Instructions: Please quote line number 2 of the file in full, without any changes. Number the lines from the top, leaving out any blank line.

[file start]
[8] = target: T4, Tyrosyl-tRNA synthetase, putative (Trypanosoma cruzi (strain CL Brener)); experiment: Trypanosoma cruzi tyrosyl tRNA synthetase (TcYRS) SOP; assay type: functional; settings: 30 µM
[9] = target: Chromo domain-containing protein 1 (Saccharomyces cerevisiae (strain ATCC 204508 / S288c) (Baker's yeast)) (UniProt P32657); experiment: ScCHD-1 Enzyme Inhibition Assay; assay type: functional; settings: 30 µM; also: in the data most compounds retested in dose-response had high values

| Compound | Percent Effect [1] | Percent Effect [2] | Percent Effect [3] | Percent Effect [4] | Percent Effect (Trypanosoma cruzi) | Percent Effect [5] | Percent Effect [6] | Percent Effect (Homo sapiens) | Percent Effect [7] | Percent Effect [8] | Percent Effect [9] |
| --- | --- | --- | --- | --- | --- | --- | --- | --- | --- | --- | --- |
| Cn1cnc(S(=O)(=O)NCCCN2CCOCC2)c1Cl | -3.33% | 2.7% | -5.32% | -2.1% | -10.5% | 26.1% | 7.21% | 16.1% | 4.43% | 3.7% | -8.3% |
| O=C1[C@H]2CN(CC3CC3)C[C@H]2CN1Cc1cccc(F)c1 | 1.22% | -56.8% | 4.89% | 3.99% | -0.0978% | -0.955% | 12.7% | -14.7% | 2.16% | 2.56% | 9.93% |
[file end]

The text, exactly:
[9] = target: Chromo domain-containing protein 1 (Saccharomyces cerevisiae (strain ATCC 204508 / S288c) (Baker's yeast)) (UniProt P32657); experiment: ScCHD-1 Enzyme Inhibition Assay; assay type: functional; settings: 30 µM; also: in the data most compounds retested in dose-response had high values